Mr. Charles Tilden Hill

Charles Hill
image credit:  Michael Poirier Collection/National Archives

Charles T. Hill, 38, was a United States citizen living in England with his family, where he worked for the American Tobacco Company. The Hills had returned to the United States for Mrs. Hill’s health, and Charles was returning to England aboard Lusitania. Charles Hill saw the torpedo impact the ship and survived the sinking. He was lowered in lifeboat 14, which capsized many times in the water, and was rescued by the Indian Empire.

Life


Charles Hill was a native of Richmond, Virginia, United States.  He worked for the American Tobacco Company and had come to work for them in Britain 15 years before.  His address in England was 12, Lyon Road, Harrow, Middlesex, and he lived there with his wife and two children.  Hill travelled regularly between Britain and the US, though on the last voyage of the Lusitania, his presence in the States was not for business but because of Mrs. Hill’s health.  The whole family had come to the United States on the Lusitania in April.

Charles Hill
image credit:  Malcolm Barres-Baker/Harrow Observer, 14 May 1915.

Last voyage of the Lusitania


His cabin on the Lusitania‘s last crossing was B-110, and his ticket was 9956.

Hill knew about the stowaways on the ship, as stated in his deposition:

“On Tuesday night before the wreck, Staff Captain Anderson told me that three suspicious characters had slipped past the cordon of secret service men at New York and they had afterward found them and confined them below”.

As the Lusitania does not show any jail cells on her deck plans, the stowaways were probably locked in an empty cabin, storage closet, or at the office of the Master-at-Arms.

On the afternoon of Friday, 7 May 1915, Hill was hurrying to an appointment with the ship’s stenographer when he stopped to have a word with Chief Steward Jones on the starboard promenade deck.  Jones was already at the railing and muttered to Hill, “Good God, Mr. Hill, here comes a torpedo.”

Hill saw the periscope of the U-20 and the wake of the oncoming torpedo.  Both Hill and Jones were hoping that the torpedo would pass in front of the ship and saw the torpedo strike the starboard side with “a noise like that made by the slamming of a door.”  The second “dull, heavy, muffled” explosion then followed.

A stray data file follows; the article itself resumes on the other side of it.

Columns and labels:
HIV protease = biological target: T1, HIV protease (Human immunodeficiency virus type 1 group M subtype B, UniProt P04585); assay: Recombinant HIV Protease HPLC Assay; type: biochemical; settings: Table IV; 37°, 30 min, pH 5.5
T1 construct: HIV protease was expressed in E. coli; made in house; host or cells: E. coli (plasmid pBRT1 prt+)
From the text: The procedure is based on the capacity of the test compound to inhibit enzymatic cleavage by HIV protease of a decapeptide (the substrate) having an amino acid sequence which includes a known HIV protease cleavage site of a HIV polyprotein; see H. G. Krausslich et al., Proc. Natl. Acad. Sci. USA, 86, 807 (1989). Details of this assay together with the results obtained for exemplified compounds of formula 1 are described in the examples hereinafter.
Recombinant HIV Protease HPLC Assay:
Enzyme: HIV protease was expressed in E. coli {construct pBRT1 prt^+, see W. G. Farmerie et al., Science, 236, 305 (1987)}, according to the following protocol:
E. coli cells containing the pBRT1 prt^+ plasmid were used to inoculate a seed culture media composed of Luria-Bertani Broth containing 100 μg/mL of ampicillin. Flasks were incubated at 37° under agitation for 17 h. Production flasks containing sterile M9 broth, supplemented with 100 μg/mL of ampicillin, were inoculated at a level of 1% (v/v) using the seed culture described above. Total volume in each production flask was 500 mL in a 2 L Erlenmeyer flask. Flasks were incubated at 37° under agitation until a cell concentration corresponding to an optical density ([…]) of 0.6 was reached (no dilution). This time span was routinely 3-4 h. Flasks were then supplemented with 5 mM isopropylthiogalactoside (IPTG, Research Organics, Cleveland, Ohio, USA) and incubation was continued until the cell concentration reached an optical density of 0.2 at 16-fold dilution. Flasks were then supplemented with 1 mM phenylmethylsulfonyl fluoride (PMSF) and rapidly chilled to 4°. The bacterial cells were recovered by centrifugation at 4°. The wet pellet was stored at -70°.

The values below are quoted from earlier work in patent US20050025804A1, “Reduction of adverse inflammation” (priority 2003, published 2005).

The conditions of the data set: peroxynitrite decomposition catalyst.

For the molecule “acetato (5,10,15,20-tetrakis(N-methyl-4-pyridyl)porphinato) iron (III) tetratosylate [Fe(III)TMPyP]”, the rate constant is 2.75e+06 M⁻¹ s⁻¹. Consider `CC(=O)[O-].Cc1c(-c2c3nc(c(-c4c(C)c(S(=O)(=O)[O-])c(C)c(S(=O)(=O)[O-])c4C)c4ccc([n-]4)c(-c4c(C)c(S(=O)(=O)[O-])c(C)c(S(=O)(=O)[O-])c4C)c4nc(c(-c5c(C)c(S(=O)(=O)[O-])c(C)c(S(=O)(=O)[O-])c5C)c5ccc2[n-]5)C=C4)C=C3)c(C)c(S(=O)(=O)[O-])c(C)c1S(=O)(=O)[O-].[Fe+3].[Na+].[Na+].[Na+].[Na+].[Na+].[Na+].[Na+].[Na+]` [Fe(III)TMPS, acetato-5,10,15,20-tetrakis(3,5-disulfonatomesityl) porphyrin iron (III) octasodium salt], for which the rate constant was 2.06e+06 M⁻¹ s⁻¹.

Hill then rushed below decks and spent several minutes trying to find Mary Brown, Beatrice Witherbee, and her son Alfred Scott Witherbee, Jr.  Reaching D deck, he found water flooding through the portholes.  Not finding his friends, he then went back to his cabin to get his dispatch case and overcoat.  He then ran into his steward Percy Penny who then assisted Hill into a lifejacket though Penny did not have one on himself.

Going back up on deck, Hill saw that the lifeboats were not being launched properly.  He was about to get into one when a woman inside told him that the boat was already too full.  He then climbed into lifeboat #14 with ship’s barber Lott Gadd.   The boat was lowered too quickly and smacked into the water right-side up.  The lifeboat started leaking immediately, and it wasn’t long before the waterlogged boat capsized.  As Hill saw Gadd swim away from the boat, Hill remembered that he had yet to pay Gadd for that week’s shave.

Hill was one of the few people who stuck with lifeboat #14 until it was picked up by the Indian Empire.

He cabled the American Tobacco Co. immediately on landing in Ireland, and they informed his terrified wife that he was alive.  After the sinking he stayed at the Rob Roy Hotel in Queenstown and was told that injuries to the skin of his legs prevented him immediately traveling back to England.

Contributors:
Malcolm Barres-Baker
Michael Poirier

References:
Hoehling, A. A.  Ships that Changed History.  Madison Books, 1994.

Preston, Diana.  Lusitania:  An Epic Tragedy.  Berkley Books, 2002.

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